Voiceovers And Your DAW – The Not Silent Blog 5/21/19
Today, let’s talk about something I’m barely qualified to talk about: your Digital Audio Workstation, or DAW for short.
For those of you who audition & book gigs at remote studios only: a blessing on your house. For the rest of us poor slobs, using a DAW effectively is a critical part of our voiceover business. I don’t know about you, but I didn’t get into the voiceover business to be an audio engineer. However, you need to be able to do some basic stuff with your DAW. Such as…
Create a project with the correct settings. Always ask your clients for their preferred sample rate, bit depth, and if they want mono or stereo audio files. And no, I can’t explain exactly what these things mean. That’s Amanda Rose Smith’s job and she can phrase it exponentially better than I can. More about her royal awesomeness later.
Gain control. That’s a fancy way for saying how loud your recording is before you mess around with it in post. The louder the better, but not too loud. Anything over -3db and your audio starts “clipping”. Clipping is what exactly, I don’t know. My hair is short enough as it is.
Save the audio files in the correct format. Most of the time the clients want WAV or MP3 files, but always ask. What’s the difference? WAV files are bigger. Beyond that, ask Amanda.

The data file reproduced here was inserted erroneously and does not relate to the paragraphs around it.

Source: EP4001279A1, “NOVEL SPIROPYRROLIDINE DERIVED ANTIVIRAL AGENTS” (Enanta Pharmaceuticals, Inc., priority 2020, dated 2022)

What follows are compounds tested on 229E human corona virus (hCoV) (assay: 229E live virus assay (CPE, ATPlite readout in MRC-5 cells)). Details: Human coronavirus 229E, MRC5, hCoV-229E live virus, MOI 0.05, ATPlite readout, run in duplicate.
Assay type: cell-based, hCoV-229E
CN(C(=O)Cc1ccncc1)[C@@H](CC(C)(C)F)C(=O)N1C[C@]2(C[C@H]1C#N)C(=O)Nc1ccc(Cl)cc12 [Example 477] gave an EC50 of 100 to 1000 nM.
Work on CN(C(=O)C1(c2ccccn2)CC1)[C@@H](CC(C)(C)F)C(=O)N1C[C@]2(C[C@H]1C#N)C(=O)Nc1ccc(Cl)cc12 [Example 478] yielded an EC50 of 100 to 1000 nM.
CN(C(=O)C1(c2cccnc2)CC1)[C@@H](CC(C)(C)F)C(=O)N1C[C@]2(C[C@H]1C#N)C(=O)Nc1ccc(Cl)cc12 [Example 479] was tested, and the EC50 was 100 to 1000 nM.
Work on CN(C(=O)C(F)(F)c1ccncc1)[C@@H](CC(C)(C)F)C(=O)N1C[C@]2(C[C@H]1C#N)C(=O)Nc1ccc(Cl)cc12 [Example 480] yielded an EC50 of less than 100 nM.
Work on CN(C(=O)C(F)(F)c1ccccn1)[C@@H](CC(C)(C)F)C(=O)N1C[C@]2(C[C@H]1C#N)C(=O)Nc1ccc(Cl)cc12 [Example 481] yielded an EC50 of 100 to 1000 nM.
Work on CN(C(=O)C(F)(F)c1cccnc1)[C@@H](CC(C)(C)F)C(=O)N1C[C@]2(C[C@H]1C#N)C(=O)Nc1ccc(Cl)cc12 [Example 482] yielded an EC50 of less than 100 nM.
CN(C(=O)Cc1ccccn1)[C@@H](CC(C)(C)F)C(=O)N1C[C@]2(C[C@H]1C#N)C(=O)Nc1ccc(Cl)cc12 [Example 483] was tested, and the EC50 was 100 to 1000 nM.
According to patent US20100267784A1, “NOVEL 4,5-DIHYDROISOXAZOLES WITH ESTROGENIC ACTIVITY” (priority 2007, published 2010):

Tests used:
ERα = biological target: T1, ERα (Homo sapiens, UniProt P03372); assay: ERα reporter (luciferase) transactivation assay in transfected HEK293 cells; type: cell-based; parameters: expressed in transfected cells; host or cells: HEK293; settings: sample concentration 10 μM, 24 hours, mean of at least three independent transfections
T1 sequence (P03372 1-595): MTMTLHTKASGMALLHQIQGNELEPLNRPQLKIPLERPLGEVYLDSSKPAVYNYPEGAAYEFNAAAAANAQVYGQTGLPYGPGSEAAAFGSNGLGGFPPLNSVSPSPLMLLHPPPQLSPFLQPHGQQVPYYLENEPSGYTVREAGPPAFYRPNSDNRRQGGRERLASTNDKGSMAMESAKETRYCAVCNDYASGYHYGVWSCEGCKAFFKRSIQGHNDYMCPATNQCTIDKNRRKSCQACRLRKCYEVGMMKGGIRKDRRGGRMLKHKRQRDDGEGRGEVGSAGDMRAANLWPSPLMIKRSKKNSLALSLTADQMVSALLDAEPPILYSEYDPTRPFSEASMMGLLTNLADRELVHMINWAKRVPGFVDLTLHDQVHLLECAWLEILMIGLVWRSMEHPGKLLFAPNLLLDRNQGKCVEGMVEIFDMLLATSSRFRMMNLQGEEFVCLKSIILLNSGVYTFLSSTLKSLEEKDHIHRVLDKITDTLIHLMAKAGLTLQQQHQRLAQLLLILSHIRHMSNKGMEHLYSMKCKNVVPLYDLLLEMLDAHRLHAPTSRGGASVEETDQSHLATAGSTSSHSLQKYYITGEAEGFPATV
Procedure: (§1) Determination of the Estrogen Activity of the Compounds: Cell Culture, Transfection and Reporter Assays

Noise gates, compression, mastering, EQ, adding a music bed, etc. See, now my brain hurts.
TIP OF THE WEEK
Here are some of the more popular DAWs that voice talents use:
Audacity (https://www.audacityteam.org/about/): the gateway drug of DAWs. It’s free, great for beginners, and both Dan Friedman & Amanda Rose Smith regularly teach classes on how to use it.
Adobe Audition (https://www.adobe.com/products/audition.html): I’ve been using this DAW since 2006 when it was Adobe Soundbooth and it’s great. It’s subscription-based but worth every penny, in my opinion. It’s much more dynamic than Audacity but not as complicated as, say, Pro Tools. Speaking of Pro Tools…
Pro Tools (https://www.avid.com/pro-tools): a lot of voice talents use Pro Tools and swear by it. In my experience, it’s way more powerful & complicated than what your typical voice talent needs. If you’re a techno-file and love all the bells & whistles, dive right in. If you’re not, I’d give it a wide berth and stick with a simpler DAW.
Other DAWs I have heard good things about include:
- Ocenaudio: https://www.ocenaudio.com
- Reaper: https://www.reaper.fm
- Cubase: https://new.steinberg.net/cubase
Wanna learn more about how the basics of home recording, signal flow, and mastering? Keep scrolling…
NEWS AND NOTES
Coming to New York City for APAC? I’ve written yet another Survival Guide which tells you everything you need to know about getting the most out of attending the audio book conference as well as the lowdown on parties & workshops. Read it here!
Thursday, May 30th 9am-3pm EST: “The VO Tech Deep Dive and eLearning Extravaganza!” is less than two weeks away and there are still a few seats available. Details below. Tickets are on sale here!
September 13th-15: “VOcation NYC” Click here to register!
QUOTE OF THE WEEK
Tom Dheere is a 20+year veteran of the voice over industry who has narrated thousands of projects for hundreds of clients in over a dozen countries. He is also a voiceover business & marketing consultant known as the VOStrategist and produces the comic book “Agent 1.22”.